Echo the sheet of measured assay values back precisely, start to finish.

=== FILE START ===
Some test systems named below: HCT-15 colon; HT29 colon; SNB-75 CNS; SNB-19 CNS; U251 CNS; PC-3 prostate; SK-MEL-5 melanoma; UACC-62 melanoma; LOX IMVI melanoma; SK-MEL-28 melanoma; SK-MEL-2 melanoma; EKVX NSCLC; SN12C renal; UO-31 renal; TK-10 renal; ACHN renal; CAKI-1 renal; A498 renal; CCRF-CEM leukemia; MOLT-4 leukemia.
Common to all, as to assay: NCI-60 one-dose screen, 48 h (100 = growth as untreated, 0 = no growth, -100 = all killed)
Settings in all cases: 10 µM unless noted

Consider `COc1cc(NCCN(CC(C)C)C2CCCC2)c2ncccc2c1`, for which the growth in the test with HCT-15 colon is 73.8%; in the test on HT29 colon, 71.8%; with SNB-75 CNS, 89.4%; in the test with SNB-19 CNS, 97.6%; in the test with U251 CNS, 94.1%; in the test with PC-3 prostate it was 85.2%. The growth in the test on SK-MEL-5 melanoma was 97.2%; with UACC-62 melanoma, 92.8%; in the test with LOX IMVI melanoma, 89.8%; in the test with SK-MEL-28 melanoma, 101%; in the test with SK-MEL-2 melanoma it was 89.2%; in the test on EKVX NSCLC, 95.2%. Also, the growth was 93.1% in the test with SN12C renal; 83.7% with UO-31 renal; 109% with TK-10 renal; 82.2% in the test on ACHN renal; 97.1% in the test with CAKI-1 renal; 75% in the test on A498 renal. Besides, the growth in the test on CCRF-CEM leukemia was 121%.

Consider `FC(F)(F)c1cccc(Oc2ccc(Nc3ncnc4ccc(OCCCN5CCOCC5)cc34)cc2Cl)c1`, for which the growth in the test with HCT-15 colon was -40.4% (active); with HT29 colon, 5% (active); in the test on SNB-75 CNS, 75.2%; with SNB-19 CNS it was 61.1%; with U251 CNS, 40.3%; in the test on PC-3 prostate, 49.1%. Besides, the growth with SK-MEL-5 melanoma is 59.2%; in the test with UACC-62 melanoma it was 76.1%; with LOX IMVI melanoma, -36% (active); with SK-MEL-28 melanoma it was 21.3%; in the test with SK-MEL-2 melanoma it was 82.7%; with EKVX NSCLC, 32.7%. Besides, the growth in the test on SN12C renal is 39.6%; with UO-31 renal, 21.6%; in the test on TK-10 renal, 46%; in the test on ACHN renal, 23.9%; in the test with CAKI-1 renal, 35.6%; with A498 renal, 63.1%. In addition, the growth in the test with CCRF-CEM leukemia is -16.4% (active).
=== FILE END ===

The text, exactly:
Some test systems named below: HCT-15 colon; HT29 colon; SNB-75 CNS; SNB-19 CNS; U251 CNS; PC-3 prostate; SK-MEL-5 melanoma; UACC-62 melanoma; LOX IMVI melanoma; SK-MEL-28 melanoma; SK-MEL-2 melanoma; EKVX NSCLC; SN12C renal; UO-31 renal; TK-10 renal; ACHN renal; CAKI-1 renal; A498 renal; CCRF-CEM leukemia; MOLT-4 leukemia.
Common to all, as to assay: NCI-60 one-dose screen, 48 h (100 = growth as untreated, 0 = no growth, -100 = all killed)
Settings in all cases: 10 µM unless noted

Consider `COc1cc(NCCN(CC(C)C)C2CCCC2)c2ncccc2c1`, for which the growth in the test with HCT-15 colon is 73.8%; in the test on HT29 colon, 71.8%; with SNB-75 CNS, 89.4%; in the test with SNB-19 CNS, 97.6%; in the test with U251 CNS, 94.1%; in the test with PC-3 prostate it was 85.2%. The growth in the test on SK-MEL-5 melanoma was 97.2%; with UACC-62 melanoma, 92.8%; in the test with LOX IMVI melanoma, 89.8%; in the test with SK-MEL-28 melanoma, 101%; in the test with SK-MEL-2 melanoma it was 89.2%; in the test on EKVX NSCLC, 95.2%. Also, the growth was 93.1% in the test with SN12C renal; 83.7% with UO-31 renal; 109% with TK-10 renal; 82.2% in the test on ACHN renal; 97.1% in the test with CAKI-1 renal; 75% in the test on A498 renal. Besides, the growth in the test on CCRF-CEM leukemia was 121%.

Consider `FC(F)(F)c1cccc(Oc2ccc(Nc3ncnc4ccc(OCCCN5CCOCC5)cc34)cc2Cl)c1`, for which the growth in the test with HCT-15 colon was -40.4% (active); with HT29 colon, 5% (active); in the test on SNB-75 CNS, 75.2%; with SNB-19 CNS it was 61.1%; with U251 CNS, 40.3%; in the test on PC-3 prostate, 49.1%. Besides, the growth with SK-MEL-5 melanoma is 59.2%; in the test with UACC-62 melanoma it was 76.1%; with LOX IMVI melanoma, -36% (active); with SK-MEL-28 melanoma it was 21.3%; in the test with SK-MEL-2 melanoma it was 82.7%; with EKVX NSCLC, 32.7%. Besides, the growth in the test on SN12C renal is 39.6%; with UO-31 renal, 21.6%; in the test on TK-10 renal, 46%; in the test on ACHN renal, 23.9%; in the test with CAKI-1 renal, 35.6%; with A498 renal, 63.1%. In addition, the growth in the test with CCRF-CEM leukemia is -16.4% (active).